Document Type

Article

Publication Date

10-16-2018

Abstract

Thousands of years ago, written contracts first appeared in Mesopotamia, with small cuneiform triangles hammered into clay tablets. These contracts were fairly sophisticated, memorializing basic credit agreements, partnership arrangements, as well as labor, sales, and rental agreements.1 Since these first recorded contracts, the tools used to create written contracts have undergone considerable change. We no longer enter into agreements memorialized in clay; paper and more recently electronic agreements serve as the primary medium for the expression of commercial arrangements.

Many argue that blockchains could foster an evolution in how legal agreements are created and executed, supporting a new generation of electronic contracts. Blockchain networks and computer programs called “smart contracts” could enable parties to memorialize all or parts of legal agreements. By using this technology, contracting parties would gain the ability to create arrangements that are hard to modify, dynamic, and potentially less ambiguous than traditional legal contracts.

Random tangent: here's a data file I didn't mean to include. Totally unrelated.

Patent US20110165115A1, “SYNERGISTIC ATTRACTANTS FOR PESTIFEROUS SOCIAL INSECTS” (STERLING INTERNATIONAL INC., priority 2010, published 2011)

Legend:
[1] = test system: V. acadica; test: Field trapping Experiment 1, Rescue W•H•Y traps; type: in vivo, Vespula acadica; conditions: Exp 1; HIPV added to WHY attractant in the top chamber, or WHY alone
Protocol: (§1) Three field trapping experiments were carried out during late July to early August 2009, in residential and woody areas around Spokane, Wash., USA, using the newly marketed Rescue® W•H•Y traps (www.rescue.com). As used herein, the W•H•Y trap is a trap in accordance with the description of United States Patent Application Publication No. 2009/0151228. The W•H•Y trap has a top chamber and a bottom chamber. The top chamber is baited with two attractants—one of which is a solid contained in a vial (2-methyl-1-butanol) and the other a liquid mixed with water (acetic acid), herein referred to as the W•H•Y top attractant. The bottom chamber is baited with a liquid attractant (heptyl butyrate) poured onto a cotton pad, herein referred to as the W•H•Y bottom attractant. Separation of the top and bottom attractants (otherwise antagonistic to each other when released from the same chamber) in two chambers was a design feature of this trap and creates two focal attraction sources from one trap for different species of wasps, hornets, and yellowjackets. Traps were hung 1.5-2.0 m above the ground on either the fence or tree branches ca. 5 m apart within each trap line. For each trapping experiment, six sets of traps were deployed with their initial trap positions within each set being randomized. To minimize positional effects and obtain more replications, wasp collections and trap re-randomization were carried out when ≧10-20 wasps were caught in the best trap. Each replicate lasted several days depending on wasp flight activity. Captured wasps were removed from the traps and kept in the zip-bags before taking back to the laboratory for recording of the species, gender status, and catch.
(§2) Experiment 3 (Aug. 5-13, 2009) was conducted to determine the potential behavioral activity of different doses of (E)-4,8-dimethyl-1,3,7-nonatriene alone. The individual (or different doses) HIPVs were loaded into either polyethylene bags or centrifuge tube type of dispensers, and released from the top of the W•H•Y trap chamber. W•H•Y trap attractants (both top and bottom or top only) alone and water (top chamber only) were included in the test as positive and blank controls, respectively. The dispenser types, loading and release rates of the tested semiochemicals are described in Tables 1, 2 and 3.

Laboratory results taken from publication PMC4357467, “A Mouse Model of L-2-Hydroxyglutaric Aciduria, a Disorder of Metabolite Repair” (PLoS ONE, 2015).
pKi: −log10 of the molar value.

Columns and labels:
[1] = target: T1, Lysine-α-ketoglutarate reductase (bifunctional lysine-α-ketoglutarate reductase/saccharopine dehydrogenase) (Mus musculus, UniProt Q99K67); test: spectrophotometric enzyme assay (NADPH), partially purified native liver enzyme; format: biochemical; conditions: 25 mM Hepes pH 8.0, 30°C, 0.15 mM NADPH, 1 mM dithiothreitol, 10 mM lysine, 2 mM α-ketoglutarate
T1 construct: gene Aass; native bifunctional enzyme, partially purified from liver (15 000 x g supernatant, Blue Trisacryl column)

This report assumes such a future comes to pass and examines how blockchain technology fits within the current common law and U.S. electronic contracting statutes, analyzing whether smart contracts can be used to create enforceable legal agreements. As outlined below, we explain why current U.S. law largely accommodates the use of smart contracts to create binding and enforceable agreements. We conclude the report by analyzing whether additional state and federal legislation is necessary to support this new emerging technology, finding that current iterations of state law, designed to accommodate blockchain technology, may not be necessary, with limited exceptions.

The report unfolds in three parts. Part I provides a brief overview of blockchain technology and smart contracts, with an assumption that the reader has limited familiarity with the underlying technology. Part II explores whether legal agreements relying on blockchain technology will be deemed enforceable. Finally, Part III evaluates whether additional legislation is necessary to accommodate electronic contracting involving blockchain-based smart contracts.

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